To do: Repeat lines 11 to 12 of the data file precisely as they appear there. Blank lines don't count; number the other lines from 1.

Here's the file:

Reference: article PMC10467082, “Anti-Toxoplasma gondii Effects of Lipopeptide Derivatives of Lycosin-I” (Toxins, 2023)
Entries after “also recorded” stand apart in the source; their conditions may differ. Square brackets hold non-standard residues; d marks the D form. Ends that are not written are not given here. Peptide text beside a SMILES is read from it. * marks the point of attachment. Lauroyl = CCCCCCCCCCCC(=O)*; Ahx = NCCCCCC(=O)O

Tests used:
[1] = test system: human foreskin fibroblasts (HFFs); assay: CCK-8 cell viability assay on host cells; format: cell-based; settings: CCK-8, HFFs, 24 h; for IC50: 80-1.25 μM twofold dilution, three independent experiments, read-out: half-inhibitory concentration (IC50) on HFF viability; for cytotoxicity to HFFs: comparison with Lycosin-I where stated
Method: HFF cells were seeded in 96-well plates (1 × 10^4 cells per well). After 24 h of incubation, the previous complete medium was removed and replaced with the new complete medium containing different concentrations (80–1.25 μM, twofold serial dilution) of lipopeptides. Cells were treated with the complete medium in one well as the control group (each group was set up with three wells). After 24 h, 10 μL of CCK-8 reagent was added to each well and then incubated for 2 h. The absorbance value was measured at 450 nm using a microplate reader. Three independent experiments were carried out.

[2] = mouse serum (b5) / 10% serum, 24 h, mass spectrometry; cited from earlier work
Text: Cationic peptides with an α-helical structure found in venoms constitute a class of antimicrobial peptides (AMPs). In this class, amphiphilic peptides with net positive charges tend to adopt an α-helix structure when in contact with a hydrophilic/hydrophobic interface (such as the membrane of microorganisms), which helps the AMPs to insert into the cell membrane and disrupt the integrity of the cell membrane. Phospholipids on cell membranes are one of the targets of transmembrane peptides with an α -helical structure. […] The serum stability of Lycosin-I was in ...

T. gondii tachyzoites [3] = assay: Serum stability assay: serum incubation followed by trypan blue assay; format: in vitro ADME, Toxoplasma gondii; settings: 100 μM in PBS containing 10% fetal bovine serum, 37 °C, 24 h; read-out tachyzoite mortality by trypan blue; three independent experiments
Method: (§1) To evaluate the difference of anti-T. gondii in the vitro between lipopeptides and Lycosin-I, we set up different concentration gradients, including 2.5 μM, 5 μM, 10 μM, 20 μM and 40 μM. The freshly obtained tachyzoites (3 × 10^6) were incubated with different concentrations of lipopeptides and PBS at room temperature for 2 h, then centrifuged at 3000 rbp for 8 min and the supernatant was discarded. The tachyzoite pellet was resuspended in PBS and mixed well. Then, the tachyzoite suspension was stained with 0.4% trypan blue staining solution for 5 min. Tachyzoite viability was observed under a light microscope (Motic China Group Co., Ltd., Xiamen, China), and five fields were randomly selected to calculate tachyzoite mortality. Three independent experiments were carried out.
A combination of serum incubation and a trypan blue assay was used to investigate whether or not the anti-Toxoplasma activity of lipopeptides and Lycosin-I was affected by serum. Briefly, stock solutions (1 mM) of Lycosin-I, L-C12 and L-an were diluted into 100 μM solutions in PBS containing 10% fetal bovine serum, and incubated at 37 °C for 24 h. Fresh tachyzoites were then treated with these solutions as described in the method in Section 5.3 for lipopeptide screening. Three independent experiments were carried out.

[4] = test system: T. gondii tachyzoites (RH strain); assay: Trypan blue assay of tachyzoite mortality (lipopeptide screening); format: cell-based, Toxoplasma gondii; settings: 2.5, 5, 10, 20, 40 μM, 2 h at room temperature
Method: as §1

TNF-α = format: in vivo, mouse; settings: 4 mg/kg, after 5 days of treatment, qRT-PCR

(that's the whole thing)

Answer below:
[4] = test system: T. gondii tachyzoites (RH strain); assay: Trypan blue assay of tachyzoite mortality (lipopeptide screening); format: cell-based, Toxoplasma gondii; settings: 2.5, 5, 10, 20, 40 μM, 2 h at room temperature
Method: as §1